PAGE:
16. Diffusion of Universalizing Religions Each of the three main universalizing religions diffused widely from its hearth.

  17. Diffusion of Christianity Christianity diffused from Palestine through the Roman Empire and continued diffusing through Europe after the fall of Rome. It was later replaced by Islam in much of the Mideast and North Africa.

  18. Diffusion of Islam Islam diffused rapidly and widely from its area of origin in Arabia. It eventually stretched from southeast Asia to West Africa.

  19. Diffusion of Buddhism Buddhism diffused gradually from its origin in northeastern India to Sri Lanka, southeast Asia, and eventually China and Japan.

  20. Diffusion of Religions http://www.mapsofwar.com/ind/history-of-religion.html animated

  21. Limited diffusion of ethnic religions • Universal religions usually compete with ethnic religions • Examples of mingling: • Christianity with African ethnic religions • Buddhism with Confucianism in China and with Shinto in Japan • Ethnic religions can diffuse with migration • Judaism = exception

  22. Shintoism and Buddhism in Japan Since Japanese can be both Shinto and Buddhist, there are many areas in Japan where over two-thirds of the population are both Shinto and Buddhist.

  23. Holy places • In universalizing religions • Christian Churches, Jerusalem • Buddhist shrines • Holy places in Islam = associated with the life of Muhammad (Mecca) • In ethnic religions • Holy places in Hinduism = closely tied to the physical geography of India • Cosmogony in ethnic religions

  24. Holy Places in Christianity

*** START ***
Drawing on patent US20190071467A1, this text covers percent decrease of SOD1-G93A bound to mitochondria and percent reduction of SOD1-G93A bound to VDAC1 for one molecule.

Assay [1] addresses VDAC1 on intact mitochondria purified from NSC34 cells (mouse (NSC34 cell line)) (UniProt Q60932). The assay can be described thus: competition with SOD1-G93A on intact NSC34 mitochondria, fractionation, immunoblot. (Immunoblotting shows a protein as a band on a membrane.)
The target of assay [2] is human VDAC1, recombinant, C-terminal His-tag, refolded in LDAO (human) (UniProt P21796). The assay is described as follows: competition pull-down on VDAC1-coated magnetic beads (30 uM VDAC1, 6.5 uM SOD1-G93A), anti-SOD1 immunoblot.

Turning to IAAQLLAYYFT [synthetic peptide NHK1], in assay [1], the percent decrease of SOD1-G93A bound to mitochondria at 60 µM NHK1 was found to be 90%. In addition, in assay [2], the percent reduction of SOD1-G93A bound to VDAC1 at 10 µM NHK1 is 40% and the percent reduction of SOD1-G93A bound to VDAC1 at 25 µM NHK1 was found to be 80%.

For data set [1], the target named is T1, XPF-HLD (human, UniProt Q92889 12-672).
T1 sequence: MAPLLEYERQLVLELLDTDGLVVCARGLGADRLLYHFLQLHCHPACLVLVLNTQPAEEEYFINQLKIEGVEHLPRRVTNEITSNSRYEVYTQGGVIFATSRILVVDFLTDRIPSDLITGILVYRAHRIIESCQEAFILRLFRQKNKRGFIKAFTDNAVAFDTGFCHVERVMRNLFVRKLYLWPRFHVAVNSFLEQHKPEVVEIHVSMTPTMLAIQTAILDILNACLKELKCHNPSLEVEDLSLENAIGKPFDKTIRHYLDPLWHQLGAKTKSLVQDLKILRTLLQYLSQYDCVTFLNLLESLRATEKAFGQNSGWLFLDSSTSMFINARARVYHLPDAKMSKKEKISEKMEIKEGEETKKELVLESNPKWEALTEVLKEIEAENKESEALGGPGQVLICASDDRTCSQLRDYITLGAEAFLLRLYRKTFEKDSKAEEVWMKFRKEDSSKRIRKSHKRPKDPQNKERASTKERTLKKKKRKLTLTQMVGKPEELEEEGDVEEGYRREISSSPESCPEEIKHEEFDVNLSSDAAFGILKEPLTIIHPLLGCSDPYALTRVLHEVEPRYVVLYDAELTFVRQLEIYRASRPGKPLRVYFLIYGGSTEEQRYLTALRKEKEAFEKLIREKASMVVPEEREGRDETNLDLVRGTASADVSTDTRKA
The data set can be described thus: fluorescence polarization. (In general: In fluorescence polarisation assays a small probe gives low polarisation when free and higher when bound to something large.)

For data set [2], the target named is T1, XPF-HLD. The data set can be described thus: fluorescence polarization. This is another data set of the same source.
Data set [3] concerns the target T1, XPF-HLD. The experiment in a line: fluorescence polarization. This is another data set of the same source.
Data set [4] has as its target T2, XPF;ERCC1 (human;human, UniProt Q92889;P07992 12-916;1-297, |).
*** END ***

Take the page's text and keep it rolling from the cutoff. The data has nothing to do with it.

25. Jerusalem The Old City of Jerusalem contains holy sites for Judaism, Christianity, and Islam. http://www.youtube.com/watch?v=2mR2W43t6tI

  26. Makkah, Islam’s Holiest City http://video.nationalgeographic.com/video/player/places/culture-places/beliefs-and-traditions/saudiarabia_mecca.html Makkah (Mecca) is the holiest city in Islam and is the site of pilgrimage for millions of Muslims each year. There are numerous holy sites in the city.

  27. Holy Sites in Buddhism Most holy sites in Buddhism are locations of important events in Buddha’s life and are clustered in northeastern India and southern Nepal.

  28. Hindu Holy Places Hierarchy of Hindu holy places: Some sites are holy to Hindus throughout India; others have a regional or sectarian importance, or are important only locally.

  29. The calendar • In ethnic religions = celebration of the seasons • Distinctive physical geography of the homeland. • The Jewish calendar • The solstice • In universalizing religions = celebration of the founder’s life

  30. Why Do Religions Organize Space in Distinctive Patterns? • Three aspects of the religious landscape • Places of worship • Selection of sacred places – places in the physical environment considered holy; • Different approaches to administration of religious space adopted by different religions.

  31. Why Do Religions Organize Space in Distinctive Patterns? • Places of worship • Many types: • Christian churches, • Muslim mosques, • Hindu temples, • Buddhist and Shinto pagodas, • Bahá’í houses of worship

  32. Sacred space • Disposing of the dead • Burial • Other ways of disposing of the dead • Religious settlements (examples?) • Religious place names

  33. Salt Lake City, Utah The Indian city of Varanasi, also known as Benares, is one of the sacred places of worship for followers of Hinduism

  34. Religious Toponyms Place names in Québec show the impact of religion on the landscape. Many cities and towns are named after saints.

  35. Administration of space • Hierarchical religions • Latter-day Saints • Roman Catholics • Locally autonomous religions • Islam • Protestant denominations

  36. Roman Catholic Hierarchy in U.S. The Catholic Church divides the U.S. into provinces headed by archbishops. Provinces are divided into dioceses, headed by bishops.

  37. Religions of the United States

  38. Why Do Territorial Conflicts Arise? • Religions versus government policies • Religion versus social change • Taliban and Western values • Hinduism and social inequality • Caste system • Religion versus communism • Eastern Orthodoxy and Islam in the former Soviet Union • Buddhism in Southeast Asia